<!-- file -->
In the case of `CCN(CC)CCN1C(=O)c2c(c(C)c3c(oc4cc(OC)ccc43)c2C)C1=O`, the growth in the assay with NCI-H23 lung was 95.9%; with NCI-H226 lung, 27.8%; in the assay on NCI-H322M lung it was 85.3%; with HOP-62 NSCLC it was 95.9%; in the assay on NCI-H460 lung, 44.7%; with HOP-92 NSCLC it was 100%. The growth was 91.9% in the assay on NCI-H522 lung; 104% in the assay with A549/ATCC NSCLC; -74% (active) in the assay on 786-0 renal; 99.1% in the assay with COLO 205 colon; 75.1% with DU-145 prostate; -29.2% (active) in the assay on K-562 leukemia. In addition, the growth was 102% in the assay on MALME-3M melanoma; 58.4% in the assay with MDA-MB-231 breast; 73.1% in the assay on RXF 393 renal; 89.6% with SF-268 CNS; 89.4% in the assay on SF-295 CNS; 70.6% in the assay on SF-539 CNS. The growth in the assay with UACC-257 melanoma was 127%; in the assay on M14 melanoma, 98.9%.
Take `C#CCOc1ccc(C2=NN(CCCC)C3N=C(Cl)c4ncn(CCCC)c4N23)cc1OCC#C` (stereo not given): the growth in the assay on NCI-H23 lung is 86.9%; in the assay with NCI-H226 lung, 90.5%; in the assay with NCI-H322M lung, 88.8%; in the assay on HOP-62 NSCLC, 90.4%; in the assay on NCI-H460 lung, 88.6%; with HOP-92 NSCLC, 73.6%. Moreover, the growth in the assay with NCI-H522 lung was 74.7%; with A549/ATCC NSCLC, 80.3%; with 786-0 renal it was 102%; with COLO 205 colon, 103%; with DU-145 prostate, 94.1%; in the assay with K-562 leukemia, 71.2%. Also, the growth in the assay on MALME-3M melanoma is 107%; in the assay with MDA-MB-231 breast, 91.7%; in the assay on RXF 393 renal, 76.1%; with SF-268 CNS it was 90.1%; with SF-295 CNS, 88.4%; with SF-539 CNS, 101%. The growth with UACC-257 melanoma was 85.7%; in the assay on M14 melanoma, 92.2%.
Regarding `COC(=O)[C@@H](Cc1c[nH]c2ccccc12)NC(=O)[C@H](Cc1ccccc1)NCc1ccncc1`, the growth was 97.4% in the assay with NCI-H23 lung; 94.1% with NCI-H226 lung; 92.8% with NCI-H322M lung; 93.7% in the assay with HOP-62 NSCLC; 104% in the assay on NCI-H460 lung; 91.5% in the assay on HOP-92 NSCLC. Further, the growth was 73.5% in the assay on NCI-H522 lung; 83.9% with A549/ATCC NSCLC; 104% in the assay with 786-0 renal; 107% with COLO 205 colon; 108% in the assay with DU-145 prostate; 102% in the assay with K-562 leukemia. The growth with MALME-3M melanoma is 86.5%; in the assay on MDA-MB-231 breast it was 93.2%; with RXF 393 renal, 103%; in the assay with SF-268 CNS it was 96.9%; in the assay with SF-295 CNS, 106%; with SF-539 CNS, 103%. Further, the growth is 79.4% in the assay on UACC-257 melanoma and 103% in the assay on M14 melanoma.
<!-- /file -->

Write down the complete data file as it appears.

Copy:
In the case of `CCN(CC)CCN1C(=O)c2c(c(C)c3c(oc4cc(OC)ccc43)c2C)C1=O`, the growth in the assay with NCI-H23 lung was 95.9%; with NCI-H226 lung, 27.8%; in the assay on NCI-H322M lung it was 85.3%; with HOP-62 NSCLC it was 95.9%; in the assay on NCI-H460 lung, 44.7%; with HOP-92 NSCLC it was 100%. The growth was 91.9% in the assay on NCI-H522 lung; 104% in the assay with A549/ATCC NSCLC; -74% (active) in the assay on 786-0 renal; 99.1% in the assay with COLO 205 colon; 75.1% with DU-145 prostate; -29.2% (active) in the assay on K-562 leukemia. In addition, the growth was 102% in the assay on MALME-3M melanoma; 58.4% in the assay with MDA-MB-231 breast; 73.1% in the assay on RXF 393 renal; 89.6% with SF-268 CNS; 89.4% in the assay on SF-295 CNS; 70.6% in the assay on SF-539 CNS. The growth in the assay with UACC-257 melanoma was 127%; in the assay on M14 melanoma, 98.9%.
Take `C#CCOc1ccc(C2=NN(CCCC)C3N=C(Cl)c4ncn(CCCC)c4N23)cc1OCC#C` (stereo not given): the growth in the assay on NCI-H23 lung is 86.9%; in the assay with NCI-H226 lung, 90.5%; in the assay with NCI-H322M lung, 88.8%; in the assay on HOP-62 NSCLC, 90.4%; in the assay on NCI-H460 lung, 88.6%; with HOP-92 NSCLC, 73.6%. Moreover, the growth in the assay with NCI-H522 lung was 74.7%; with A549/ATCC NSCLC, 80.3%; with 786-0 renal it was 102%; with COLO 205 colon, 103%; with DU-145 prostate, 94.1%; in the assay with K-562 leukemia, 71.2%. Also, the growth in the assay on MALME-3M melanoma is 107%; in the assay with MDA-MB-231 breast, 91.7%; in the assay on RXF 393 renal, 76.1%; with SF-268 CNS it was 90.1%; with SF-295 CNS, 88.4%; with SF-539 CNS, 101%. The growth with UACC-257 melanoma was 85.7%; in the assay on M14 melanoma, 92.2%.
Regarding `COC(=O)[C@@H](Cc1c[nH]c2ccccc12)NC(=O)[C@H](Cc1ccccc1)NCc1ccncc1`, the growth was 97.4% in the assay with NCI-H23 lung; 94.1% with NCI-H226 lung; 92.8% with NCI-H322M lung; 93.7% in the assay with HOP-62 NSCLC; 104% in the assay on NCI-H460 lung; 91.5% in the assay on HOP-92 NSCLC. Further, the growth was 73.5% in the assay on NCI-H522 lung; 83.9% with A549/ATCC NSCLC; 104% in the assay with 786-0 renal; 107% with COLO 205 colon; 108% in the assay with DU-145 prostate; 102% in the assay with K-562 leukemia. The growth with MALME-3M melanoma is 86.5%; in the assay on MDA-MB-231 breast it was 93.2%; with RXF 393 renal, 103%; in the assay with SF-268 CNS it was 96.9%; in the assay with SF-295 CNS, 106%; with SF-539 CNS, 103%. Further, the growth is 79.4% in the assay on UACC-257 melanoma and 103% in the assay on M14 melanoma.